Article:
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help me to integrate this.. integration of cos^3 x dx..

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split the cos^3x into cosx and cos^2x then use the trigonometric substitution. Replace cos^2x by (1 - sin^2x). Now you can use some integrate it.
but i still did not get sin x - 1/3 sin^3 (x)+c... bcoz the question ask to prove..
Look. When you did the substitutions as I told you above, you should end up with the following integral:\[\int\limits_{}^{} [(1 - \sin^{2}(x) )\cos(x) ]dx\]

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Other answers:

int (1-sin^2 x)cosx dx = int cosx dx - int sin^2 x cosx dx for int cosx dx = .... and to find int sin^2 x cosx dx, use int by sub, let u=sinx du = .... continue it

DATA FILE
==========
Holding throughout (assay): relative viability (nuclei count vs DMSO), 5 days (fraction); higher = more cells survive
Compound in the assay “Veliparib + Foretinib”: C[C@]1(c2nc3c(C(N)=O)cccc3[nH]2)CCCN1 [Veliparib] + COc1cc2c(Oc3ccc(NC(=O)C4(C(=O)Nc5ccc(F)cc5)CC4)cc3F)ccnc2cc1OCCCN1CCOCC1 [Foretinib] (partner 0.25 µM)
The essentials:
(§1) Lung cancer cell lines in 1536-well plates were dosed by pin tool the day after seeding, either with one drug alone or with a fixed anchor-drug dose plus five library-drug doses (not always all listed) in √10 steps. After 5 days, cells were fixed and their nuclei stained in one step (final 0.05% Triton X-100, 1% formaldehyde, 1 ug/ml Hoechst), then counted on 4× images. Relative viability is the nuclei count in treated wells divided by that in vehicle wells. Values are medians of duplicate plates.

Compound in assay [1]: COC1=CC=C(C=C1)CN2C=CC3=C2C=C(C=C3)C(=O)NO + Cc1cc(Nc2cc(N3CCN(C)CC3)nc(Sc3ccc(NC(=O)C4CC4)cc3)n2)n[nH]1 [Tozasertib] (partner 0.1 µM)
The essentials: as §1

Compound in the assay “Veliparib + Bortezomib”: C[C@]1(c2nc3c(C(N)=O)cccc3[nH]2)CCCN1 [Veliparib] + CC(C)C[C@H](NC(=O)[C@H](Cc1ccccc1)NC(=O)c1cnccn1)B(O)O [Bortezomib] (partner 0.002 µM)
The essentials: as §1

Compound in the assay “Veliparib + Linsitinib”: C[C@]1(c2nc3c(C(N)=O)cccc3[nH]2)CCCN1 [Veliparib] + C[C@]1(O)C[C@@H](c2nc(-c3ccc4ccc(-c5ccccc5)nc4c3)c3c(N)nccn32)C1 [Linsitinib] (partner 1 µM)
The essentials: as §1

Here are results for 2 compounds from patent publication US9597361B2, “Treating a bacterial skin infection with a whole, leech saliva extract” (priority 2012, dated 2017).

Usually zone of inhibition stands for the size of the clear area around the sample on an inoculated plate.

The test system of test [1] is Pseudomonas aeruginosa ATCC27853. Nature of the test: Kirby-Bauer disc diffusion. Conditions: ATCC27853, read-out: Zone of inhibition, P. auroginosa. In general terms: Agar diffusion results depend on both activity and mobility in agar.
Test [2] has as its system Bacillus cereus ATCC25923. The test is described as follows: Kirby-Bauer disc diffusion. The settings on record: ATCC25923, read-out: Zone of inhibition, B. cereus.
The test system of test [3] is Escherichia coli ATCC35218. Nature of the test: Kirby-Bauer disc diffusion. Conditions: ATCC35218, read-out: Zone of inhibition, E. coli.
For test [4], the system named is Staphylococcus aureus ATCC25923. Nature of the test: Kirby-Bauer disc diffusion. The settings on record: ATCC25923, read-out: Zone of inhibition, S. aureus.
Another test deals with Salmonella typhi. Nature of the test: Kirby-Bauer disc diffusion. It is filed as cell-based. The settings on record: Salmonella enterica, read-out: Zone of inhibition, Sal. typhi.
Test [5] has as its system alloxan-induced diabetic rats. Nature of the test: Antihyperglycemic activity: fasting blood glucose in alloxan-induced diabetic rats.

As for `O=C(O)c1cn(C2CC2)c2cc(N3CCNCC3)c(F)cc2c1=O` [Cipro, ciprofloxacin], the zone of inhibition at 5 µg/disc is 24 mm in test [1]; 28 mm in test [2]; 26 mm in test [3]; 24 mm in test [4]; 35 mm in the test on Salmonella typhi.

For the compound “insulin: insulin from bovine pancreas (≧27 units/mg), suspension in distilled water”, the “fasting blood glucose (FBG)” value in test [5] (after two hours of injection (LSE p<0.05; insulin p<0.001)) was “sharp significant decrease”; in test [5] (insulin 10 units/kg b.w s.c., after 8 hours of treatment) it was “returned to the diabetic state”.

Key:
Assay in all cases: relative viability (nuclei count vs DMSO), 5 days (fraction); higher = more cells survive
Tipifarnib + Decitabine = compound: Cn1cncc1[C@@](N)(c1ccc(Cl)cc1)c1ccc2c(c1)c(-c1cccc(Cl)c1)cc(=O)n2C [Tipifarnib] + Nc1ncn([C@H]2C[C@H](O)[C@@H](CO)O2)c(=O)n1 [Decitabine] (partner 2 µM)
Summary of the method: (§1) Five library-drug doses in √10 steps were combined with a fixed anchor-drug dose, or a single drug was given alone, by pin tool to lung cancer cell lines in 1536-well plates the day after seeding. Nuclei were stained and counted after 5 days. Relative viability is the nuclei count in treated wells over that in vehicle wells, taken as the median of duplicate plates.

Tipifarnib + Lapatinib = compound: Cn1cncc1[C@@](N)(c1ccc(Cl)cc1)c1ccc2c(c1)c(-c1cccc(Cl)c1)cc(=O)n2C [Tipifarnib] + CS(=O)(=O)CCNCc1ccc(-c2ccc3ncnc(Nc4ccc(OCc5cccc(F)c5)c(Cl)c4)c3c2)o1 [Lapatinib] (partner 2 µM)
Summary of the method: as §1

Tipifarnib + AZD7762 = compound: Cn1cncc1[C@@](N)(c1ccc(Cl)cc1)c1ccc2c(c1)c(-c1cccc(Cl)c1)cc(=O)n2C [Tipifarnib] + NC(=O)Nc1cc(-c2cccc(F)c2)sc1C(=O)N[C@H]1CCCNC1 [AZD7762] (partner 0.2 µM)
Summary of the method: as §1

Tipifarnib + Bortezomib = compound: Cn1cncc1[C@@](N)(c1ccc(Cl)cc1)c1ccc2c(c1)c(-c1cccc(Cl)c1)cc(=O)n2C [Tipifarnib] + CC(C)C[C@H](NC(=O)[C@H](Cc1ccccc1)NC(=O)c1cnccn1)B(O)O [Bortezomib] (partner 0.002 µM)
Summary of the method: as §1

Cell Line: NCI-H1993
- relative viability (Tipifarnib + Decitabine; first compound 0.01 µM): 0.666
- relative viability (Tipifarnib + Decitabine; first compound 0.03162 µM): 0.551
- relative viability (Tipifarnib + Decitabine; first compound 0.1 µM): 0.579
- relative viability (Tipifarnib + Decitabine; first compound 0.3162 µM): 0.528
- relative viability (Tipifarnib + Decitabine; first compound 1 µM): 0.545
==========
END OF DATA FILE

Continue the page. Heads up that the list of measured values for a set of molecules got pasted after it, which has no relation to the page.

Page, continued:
ok the i get integration of (cos x - u^2) du.. how to solve integration of cos x in term of u?
if u = sin(x), then du = cos(x)dx. So replace the sin^2(x) in the original integral by u^2 and cos(x)dx by du. You will have a really trivial integral.
\[\int\limits(\cos ^{3}{x})=\int\limits(cosx*\cos^{2}{x})=\int\limits(cosx(1-\sin ^{2}{x})=\int\limits(cosx)-(sinx)^2(cosx)=sinx-1/3(\sin ^{3}{x})+\]
a proof for my answer: cos^3x can be written as cos^2x*cosx. Then, we all know that cos^2x can be written as 1-sin^2x. then we solve the bracket. then we'll find (sinx)^2*cosx , this remind us of the integration rule where [f(x)]^n*f'(x) = ([f(x)]^n+1/n+1)+c
but how to solve the integration of cos x-u^2 du?
\[\cos(x-u^2) du\]
is this ur question ?
no.. like this integration of (cos x)-(u^2) du
@sha0403\[\Large \int\limits (1- \sin^2 x)(\cos x dx)\]let \(u=\sin x\), \(du = \cos x dx\)
yes but how ti integrate cos x in term of du?
use the substitution method.
ok i get it now.. thank u..sorry i was too slow..
\[\cos^2x*cosx dx=\cos^3x \]
U r wlcme :) ... np!

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